The government will promote offshore renewables, including wave energy and wind power, as part of its efforts to curtail Japan’s reliance on nuclear plants.
Locations for demonstration tests will be chosen by the end of March 2014.
“We will work as one to explore the seas,” Prime Minister Yoshihiko Noda told a meeting of the Headquarters for Ocean Policy held in the Diet building on May 25. “Efforts to promote offshore renewables will lay the foundation for a society with new sources of energy.”
Other ocean energy technologies concern tidal energy and ocean thermal energy conversion.
To encourage private companies to initiate renewable-energy projects, the government plans to select ocean areas for tests on offshore wind farms and other energies and install undersea cables and electric substation equipment.
In addition, the government will coordinate such projects with officials in the fishery and shipping industries.
In the past, businesses were forced to act on their own to iron out differences with those industries to move forward on research on offshore renewables. Bureaucratic red tape has also dampened enthusiasm for such projects by businesses and universities.
The government will also consider writing legislation to make clear the rules on the use of marine areas to ensure the safety of offshore facilities and generators.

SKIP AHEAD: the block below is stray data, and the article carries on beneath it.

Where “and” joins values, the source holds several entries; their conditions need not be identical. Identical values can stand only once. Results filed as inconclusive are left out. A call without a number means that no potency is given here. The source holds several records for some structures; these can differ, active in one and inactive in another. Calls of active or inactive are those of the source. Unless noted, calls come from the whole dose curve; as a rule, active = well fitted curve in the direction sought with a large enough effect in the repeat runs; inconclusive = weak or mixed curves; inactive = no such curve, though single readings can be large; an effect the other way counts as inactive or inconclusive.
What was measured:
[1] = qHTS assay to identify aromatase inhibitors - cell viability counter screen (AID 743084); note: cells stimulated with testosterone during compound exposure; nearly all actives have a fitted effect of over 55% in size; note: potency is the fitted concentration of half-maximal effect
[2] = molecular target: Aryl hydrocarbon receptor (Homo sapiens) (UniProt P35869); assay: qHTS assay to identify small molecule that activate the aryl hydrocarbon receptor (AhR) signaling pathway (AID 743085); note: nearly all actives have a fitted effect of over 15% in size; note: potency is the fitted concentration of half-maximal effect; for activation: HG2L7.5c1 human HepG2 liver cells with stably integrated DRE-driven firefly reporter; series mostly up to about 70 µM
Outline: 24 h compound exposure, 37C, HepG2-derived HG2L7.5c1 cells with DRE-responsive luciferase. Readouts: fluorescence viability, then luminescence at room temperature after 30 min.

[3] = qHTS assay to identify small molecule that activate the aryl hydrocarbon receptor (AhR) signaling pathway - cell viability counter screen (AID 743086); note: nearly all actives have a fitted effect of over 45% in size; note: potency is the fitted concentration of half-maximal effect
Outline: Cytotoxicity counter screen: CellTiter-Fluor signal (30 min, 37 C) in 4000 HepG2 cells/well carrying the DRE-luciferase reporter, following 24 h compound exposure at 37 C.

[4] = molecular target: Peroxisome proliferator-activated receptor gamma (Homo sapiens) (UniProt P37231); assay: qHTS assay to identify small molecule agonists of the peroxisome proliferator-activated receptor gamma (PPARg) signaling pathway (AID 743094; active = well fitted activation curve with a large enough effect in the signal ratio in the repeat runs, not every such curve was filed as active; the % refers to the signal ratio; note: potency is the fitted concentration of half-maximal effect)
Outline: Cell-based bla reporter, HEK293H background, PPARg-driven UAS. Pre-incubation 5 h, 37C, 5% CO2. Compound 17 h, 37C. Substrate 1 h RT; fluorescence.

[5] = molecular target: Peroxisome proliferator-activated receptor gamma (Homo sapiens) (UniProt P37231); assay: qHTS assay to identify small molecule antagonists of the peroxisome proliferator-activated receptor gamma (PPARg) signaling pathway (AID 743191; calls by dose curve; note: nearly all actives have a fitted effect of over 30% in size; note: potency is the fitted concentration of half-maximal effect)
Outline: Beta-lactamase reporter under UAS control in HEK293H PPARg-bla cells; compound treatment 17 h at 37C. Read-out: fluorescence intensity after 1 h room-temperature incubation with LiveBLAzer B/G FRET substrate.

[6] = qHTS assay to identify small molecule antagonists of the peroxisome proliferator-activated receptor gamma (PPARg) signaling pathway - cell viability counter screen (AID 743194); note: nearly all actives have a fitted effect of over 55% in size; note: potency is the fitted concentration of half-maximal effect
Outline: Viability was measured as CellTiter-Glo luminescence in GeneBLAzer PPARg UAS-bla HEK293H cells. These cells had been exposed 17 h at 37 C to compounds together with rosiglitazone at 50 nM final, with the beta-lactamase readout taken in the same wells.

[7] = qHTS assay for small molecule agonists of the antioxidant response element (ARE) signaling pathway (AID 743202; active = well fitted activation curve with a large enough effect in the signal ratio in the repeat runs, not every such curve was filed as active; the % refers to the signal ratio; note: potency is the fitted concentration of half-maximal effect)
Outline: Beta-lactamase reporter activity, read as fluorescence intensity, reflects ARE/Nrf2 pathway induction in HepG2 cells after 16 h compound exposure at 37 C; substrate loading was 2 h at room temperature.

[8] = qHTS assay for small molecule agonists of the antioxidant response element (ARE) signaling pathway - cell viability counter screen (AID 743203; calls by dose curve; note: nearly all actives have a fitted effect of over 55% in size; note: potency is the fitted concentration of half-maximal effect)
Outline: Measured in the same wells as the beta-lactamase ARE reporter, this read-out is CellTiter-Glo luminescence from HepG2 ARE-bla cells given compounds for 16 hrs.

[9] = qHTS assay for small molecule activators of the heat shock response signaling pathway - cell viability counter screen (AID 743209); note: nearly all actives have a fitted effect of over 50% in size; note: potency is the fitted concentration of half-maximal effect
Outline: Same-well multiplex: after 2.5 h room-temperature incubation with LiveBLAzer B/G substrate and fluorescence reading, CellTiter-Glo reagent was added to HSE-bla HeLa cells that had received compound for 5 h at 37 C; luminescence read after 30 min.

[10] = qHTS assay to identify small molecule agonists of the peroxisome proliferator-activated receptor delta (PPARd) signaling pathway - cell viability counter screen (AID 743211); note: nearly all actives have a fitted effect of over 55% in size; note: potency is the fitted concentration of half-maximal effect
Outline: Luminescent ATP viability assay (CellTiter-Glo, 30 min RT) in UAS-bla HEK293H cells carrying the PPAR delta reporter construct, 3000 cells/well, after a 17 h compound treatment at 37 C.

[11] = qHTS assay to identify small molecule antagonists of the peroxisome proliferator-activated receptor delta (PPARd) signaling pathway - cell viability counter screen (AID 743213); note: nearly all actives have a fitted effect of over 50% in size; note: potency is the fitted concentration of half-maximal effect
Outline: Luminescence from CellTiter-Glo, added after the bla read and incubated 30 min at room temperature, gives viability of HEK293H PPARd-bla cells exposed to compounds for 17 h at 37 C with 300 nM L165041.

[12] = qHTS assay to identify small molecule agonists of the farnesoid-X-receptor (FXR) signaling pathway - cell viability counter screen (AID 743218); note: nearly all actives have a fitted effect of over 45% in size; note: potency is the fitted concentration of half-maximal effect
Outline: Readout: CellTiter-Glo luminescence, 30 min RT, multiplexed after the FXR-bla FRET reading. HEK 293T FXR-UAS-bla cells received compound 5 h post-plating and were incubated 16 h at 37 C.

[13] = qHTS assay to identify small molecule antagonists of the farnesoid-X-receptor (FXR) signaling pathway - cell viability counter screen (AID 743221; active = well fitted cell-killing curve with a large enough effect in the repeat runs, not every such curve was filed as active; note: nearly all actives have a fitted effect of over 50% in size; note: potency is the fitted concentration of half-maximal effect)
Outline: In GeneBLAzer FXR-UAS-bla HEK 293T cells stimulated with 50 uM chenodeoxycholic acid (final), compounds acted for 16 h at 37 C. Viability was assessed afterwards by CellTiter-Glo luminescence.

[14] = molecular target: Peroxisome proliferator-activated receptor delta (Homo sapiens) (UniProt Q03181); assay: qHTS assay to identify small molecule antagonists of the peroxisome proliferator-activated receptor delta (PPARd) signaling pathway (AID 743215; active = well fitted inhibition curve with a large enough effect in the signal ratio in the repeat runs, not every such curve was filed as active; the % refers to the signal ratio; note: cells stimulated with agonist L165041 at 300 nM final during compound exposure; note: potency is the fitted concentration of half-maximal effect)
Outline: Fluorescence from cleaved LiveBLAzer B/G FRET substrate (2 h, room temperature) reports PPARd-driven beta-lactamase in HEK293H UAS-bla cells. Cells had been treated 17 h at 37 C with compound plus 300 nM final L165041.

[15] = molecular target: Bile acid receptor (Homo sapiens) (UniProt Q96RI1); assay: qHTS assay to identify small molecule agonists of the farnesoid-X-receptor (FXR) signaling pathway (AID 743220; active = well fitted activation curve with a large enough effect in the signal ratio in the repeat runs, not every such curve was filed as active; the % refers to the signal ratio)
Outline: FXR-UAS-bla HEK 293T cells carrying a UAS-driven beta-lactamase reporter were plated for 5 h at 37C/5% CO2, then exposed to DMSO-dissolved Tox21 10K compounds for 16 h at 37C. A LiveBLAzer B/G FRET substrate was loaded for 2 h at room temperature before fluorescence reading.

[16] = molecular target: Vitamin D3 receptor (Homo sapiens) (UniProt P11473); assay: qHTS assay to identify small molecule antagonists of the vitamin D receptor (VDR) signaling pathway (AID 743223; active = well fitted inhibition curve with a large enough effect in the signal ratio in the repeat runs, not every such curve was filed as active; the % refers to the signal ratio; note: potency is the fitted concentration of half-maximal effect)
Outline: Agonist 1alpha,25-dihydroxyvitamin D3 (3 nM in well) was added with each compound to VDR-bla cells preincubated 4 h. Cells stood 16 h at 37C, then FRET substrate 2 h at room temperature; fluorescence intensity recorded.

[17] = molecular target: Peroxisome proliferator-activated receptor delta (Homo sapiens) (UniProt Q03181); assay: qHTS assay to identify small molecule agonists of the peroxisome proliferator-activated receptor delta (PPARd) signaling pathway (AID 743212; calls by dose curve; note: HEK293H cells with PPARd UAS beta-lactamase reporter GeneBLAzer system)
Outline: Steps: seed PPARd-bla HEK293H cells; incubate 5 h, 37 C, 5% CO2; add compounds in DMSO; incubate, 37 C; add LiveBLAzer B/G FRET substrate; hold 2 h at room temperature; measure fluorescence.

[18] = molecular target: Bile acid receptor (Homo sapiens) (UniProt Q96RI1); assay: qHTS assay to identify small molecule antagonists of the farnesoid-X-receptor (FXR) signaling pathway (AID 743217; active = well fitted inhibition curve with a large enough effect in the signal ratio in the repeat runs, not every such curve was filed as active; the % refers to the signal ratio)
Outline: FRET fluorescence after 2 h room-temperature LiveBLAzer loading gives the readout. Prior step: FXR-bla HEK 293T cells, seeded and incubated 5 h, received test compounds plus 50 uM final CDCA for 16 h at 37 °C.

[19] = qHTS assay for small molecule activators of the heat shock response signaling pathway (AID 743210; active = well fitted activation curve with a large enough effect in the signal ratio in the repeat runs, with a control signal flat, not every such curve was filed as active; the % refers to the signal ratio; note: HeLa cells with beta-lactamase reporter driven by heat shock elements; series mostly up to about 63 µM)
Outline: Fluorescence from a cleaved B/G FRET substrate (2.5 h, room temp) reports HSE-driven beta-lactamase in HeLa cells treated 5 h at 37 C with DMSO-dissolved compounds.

Noda’s two pet projects are development of offshore renewables and space exploration. He ordered the establishment of task forces for the promotion of offshore energies in October last year.
Experts say Japan, surrounded by the ocean, could build wind farms capable of generating power equivalent to that created by dozens of nuclear reactors.
“The space for development in the sea is way broader than in the land,” a senior industry ministry official said.
Offshore wind power is also included in the feed-in tariff system, a program that will start in July that guarantees renewable energy producers a fixed price for renewable energy generation.
But Japan lags behind European countries in terms of technologies needed to develop offshore renewable energies. Japan will also have to reduce costs before it can test the offshore projects.
(This article was written by Toru Nakagawa and Satoshi Okamoto.)
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